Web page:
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Despite the dwarf's weight, Gerig had little trouble carrying the dwarf back to his house. He let the dwarf use his mother's old bed, and did what he could to tend to the poor man's broken ankle. He even killed an extra chicken to make sure there was enough food for the both of them that night. He boiled the chickens up with a variety of vegetables in a large pot for them both to eat that night. It wasn't until halfway through their warm meal that his guest finally said something.
"Thank you," Marrec said with a smile as he took a sip of the warm broth that the chicken had boiled in.
"For the food?" Gerig assumed.
"That, and for the fact that you haven't told anyone about me." the dwarf answered, "The last time a dwarf was captured, he was sold off to one of the kingdoms to be shown in freak show to amuse children and monarchs. When he managed to finally escape, he was never the same after that. Now he sits in a pub and says nothing. As I hung there in your net, I was afraid that I would suffer the same fate; in captivity, far away from my wife and kids."
"How many kids do you have?" Gerig asked.
"Five of them and each one is as good looking as their mother. I didn't know if I was ever going to see them again." Marrec said as he began to chew on a chicken leg. He looked down at his leg. "I still don't know if I will."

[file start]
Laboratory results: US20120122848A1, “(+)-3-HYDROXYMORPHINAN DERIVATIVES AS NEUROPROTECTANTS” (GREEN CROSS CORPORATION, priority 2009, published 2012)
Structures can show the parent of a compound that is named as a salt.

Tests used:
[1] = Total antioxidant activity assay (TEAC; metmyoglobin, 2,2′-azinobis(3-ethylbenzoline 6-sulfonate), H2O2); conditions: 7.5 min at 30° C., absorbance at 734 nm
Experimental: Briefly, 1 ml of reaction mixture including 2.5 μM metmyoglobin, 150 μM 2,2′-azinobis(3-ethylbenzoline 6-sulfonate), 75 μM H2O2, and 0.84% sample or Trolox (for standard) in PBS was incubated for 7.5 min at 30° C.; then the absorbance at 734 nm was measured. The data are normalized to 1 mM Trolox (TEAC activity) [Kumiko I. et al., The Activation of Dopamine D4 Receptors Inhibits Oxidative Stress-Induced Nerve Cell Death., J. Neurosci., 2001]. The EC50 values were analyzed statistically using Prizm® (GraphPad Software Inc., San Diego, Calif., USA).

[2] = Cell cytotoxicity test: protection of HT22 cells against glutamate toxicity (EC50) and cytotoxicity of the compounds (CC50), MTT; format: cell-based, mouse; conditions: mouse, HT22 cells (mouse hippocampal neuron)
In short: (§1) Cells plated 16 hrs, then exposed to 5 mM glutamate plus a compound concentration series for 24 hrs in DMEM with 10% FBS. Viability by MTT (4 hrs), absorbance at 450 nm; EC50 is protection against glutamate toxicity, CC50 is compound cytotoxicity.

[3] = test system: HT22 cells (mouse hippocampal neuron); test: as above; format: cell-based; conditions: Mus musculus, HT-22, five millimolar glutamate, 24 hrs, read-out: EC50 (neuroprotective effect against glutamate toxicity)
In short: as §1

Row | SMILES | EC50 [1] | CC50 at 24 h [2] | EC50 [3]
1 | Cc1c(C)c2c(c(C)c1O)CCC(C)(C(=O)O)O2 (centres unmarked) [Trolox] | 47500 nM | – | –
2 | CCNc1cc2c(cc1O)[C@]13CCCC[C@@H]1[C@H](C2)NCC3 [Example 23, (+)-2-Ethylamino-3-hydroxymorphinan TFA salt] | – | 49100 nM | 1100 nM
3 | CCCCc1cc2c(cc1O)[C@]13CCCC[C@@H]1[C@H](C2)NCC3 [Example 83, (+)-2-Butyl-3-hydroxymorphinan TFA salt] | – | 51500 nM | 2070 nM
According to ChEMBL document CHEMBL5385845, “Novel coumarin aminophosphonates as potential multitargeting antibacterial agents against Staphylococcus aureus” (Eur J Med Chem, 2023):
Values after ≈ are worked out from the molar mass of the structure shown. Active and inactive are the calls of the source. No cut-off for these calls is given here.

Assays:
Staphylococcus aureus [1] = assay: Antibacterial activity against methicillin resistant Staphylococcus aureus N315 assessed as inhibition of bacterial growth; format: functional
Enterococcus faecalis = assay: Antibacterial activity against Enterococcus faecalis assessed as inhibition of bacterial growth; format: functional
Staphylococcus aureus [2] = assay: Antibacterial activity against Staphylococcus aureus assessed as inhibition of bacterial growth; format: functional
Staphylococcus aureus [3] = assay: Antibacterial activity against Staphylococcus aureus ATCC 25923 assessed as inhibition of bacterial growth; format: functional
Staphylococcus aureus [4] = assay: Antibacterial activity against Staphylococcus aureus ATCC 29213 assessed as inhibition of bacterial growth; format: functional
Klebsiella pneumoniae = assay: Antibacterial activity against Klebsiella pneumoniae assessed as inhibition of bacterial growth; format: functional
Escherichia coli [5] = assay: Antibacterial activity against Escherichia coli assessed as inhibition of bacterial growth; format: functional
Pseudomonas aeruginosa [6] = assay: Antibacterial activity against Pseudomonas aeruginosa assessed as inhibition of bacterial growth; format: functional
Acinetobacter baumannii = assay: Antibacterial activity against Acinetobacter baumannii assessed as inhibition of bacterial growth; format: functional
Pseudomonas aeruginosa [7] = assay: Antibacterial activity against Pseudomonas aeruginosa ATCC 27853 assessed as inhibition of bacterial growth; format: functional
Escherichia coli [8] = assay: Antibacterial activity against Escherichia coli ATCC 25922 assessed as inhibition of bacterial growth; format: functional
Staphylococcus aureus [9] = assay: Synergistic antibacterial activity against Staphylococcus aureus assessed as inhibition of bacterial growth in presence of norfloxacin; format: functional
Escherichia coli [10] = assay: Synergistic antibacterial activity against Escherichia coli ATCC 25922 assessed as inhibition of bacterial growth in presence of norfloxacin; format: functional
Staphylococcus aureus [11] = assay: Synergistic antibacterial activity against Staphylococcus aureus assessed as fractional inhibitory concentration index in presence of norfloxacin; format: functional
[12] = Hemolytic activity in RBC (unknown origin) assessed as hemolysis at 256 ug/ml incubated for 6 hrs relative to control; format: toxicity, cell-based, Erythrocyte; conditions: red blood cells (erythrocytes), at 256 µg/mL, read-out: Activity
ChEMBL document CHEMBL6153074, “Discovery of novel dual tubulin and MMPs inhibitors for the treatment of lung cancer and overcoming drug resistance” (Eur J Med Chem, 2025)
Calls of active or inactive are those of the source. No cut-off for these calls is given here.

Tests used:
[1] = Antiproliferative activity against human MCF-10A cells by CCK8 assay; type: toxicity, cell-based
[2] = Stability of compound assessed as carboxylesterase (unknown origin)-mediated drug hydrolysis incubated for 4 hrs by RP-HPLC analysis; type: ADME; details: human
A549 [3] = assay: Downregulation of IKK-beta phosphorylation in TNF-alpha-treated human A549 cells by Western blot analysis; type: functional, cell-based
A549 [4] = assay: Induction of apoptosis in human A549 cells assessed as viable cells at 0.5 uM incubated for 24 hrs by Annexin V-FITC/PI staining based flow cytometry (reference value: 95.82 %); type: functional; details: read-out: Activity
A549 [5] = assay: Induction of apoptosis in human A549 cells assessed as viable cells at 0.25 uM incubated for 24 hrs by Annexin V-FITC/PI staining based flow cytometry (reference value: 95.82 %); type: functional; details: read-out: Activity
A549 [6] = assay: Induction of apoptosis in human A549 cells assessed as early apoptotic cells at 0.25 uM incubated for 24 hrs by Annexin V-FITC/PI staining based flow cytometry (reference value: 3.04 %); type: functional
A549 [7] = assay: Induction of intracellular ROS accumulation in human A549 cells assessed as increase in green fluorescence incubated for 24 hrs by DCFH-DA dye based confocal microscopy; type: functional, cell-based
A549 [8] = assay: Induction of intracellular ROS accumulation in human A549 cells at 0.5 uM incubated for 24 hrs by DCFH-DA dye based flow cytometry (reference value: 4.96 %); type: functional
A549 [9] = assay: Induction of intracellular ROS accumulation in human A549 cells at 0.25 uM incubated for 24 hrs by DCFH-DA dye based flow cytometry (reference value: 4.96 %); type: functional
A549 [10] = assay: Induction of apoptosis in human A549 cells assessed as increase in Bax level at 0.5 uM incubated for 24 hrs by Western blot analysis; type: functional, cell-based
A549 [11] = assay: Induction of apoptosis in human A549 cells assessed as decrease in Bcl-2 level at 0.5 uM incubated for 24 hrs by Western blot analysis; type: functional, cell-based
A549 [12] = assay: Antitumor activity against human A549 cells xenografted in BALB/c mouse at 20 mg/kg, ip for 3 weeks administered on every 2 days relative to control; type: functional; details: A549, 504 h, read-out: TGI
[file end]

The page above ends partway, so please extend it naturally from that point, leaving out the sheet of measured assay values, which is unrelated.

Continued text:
"Well you don't have to worry about me. I live alone and the only time someone visits is to collect the crop at the end of the season." Gerig said as he sipped away at his hot broth. "But the longer you do stay here, the greater your chances of being discovered increases."
"I can't walk. What options do I have?" the dwarf asked.
"You actually have two options." Gerig replied, "You can stay here with me and take your chances, or you can let me carry you back to wherever you came from. That way I can just drop you off and be on my way back here."
Marrec paused for a second and pondered over the choices he had been offered. "I can show you the way to my home, but if you know where our village was, my people would be afraid to let you leave. They can't take the chance of you telling anyone else where we live. If you were to take me home, there is a chance you'd never be allowed to come back."
It was now Gerig's turn to ponder over a few options. He had a good home, but there was no one to share it with. The town never really liked him and Gerig knew that if he disappeared the next day, no one would really miss him. He also felt responsible for the dwarf and wanted to make sure he was taken care of.
"I'm willing to take that risk." Gerig informed the little man, "But we'll have to wait a month before we depart."
"Any particular reason why?" the dwarf asked.
"The crop." Gerig answered. "The harvest is next month. If the monarch discovers that I have left my crops unattended, they will hunt me down and toss me into the dungeon. If I finish my crop, after the monarch has taken its share no one will come back until after the winter."
"In other words," Marrec said, as he was cluing in. "No one will realize you've disappeared until next spring."
"Exactly." Gerig agreed. "By then we will be long gone."
"A risky plan, since I have to stay here a month." Marrec replied, "But I like your thinking. This course of action has the greatest chance of success."
"That will give us our best chance to make the trek successfully." Gerig said, "Autumn is also the best season to make this walk as it's too hot right now to carry the cart myself. Right now the best thing for your ankle is rest. So stay out of sight and rest up and I'll tend to my chores."
"I can't thank you enough for your trouble." Marrec said as he wiped his furry chin with his sleeve, "I won't forget it.
"Don't worry about it." Gerig said as he tossed the little guy a blanket, "Try to relax and get some sleep."